Me and Coding

or How I Learnt To Love My Computer

Year: 2012 - present

Then add a 'banking tax' for London, and you're close

This is not one of those stories about how I’ve been playing around with machines since I was a small boy, and discovered that the machine and I were actually one and the same.

It is a story about how I started a startup called Tonguesten and discovered that London was a great place to be a computer, and a nightmare place to start a startup. I won’t bore you with the reasons here, but the infographic on the right says it all: London has a mighty financial sector with deep pockets, and a neanderthal visa regime for overseas programmers. Little startups who aren’t able to build their own products need big investment upfront, or will die before their coffee gets cold.

It is an oft-repeated fact that 90% of startups die in the first three years. We made it out of that demographic - just - but it was clear to me from the beginning that this brave new world belongs to coders, and if I trained myself up, I would have not regrets even if we did end up just another statistic.

I did some online courses for free, and then took three intensive week-long courses - paid for by the company to compensate for my pitiful salary: in Ruby, a backend, server-side language, in Javascript, the dynamic language of the web, and in statistical machine learning, the backbone of artificial intelligence applications from Google Search onwards.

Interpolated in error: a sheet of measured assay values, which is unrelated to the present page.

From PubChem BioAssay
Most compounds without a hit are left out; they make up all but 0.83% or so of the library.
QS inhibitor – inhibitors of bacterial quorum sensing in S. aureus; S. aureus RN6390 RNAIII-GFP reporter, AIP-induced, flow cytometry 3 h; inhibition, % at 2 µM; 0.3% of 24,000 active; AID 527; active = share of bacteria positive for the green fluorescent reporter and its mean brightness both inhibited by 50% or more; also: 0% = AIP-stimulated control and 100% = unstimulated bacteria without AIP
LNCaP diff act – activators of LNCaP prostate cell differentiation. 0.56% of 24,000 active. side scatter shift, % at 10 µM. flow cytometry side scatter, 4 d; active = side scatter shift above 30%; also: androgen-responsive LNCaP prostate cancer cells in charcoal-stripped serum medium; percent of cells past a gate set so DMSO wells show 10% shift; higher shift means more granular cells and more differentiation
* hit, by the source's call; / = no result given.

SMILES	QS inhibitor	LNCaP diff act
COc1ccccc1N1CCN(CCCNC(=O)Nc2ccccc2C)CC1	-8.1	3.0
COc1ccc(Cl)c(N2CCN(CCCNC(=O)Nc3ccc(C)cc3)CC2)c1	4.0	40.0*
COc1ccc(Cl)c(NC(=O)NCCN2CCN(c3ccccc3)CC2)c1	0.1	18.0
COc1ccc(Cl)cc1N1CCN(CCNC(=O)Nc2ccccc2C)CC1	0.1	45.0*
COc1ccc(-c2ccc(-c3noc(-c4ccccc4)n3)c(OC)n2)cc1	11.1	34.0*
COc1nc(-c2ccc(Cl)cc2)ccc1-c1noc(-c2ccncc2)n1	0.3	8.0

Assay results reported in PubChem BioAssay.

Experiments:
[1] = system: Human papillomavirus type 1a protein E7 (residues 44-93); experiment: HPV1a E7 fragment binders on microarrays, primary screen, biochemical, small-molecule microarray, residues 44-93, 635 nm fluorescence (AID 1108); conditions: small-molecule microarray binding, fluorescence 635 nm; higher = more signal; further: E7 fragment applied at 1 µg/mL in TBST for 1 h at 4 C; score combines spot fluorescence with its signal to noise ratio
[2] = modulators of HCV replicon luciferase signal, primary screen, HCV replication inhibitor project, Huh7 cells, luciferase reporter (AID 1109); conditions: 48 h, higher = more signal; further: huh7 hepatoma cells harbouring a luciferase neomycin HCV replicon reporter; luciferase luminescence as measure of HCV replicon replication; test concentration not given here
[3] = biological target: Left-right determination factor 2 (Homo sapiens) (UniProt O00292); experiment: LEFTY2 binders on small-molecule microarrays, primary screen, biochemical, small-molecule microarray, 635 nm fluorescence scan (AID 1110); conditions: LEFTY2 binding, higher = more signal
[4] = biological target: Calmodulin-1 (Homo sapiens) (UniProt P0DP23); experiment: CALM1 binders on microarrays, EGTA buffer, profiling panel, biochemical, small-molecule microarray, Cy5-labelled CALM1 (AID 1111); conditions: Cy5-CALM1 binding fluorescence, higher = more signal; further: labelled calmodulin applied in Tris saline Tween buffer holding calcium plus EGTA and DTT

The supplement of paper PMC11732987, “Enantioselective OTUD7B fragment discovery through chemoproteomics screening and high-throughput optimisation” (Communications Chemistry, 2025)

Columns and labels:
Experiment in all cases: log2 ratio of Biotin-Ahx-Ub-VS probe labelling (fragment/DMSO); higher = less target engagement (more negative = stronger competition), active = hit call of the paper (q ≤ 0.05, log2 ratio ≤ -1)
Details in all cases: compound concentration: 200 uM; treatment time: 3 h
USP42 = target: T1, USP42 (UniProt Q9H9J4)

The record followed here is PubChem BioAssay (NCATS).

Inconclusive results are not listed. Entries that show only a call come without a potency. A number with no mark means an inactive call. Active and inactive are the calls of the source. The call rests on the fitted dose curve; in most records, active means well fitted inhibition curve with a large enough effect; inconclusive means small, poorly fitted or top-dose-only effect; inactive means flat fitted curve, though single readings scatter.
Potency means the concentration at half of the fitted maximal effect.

It was a revelation to discover that coding is not magic, but a fairly simple amalgamation of logic, mathematics and clear design. And so I started playing with code, first building a game for my newborn daughter to teach her spelling, which she still loves to play some two years on.

While I left the heavy lifting in Tonguesten to other programmers, I began to experiment with natural language processing and artificial intelligence, making small art projects. I wrote a programme that writes and performs its own hip-hop, a library to make video mashups, a lazy scraper to give me daily news digest from the websites that I liked to read the most. I experimented with real-time interactive computing through Open Frameworks, got interested in the analogue-digital conversion Arduino hardware board, and saw that the step from being a consumer to maker is smaller now than ever.

To Sum Up

To anyone who thinks that coding is hard, think of me as an example. Search Coursera for beginner programming courses - the University of Toronto Python courses are particularly good - and flip your consumption around.

You can browse, fork and improve the codebase here. There isn't an online live demo at the moment, sorry.

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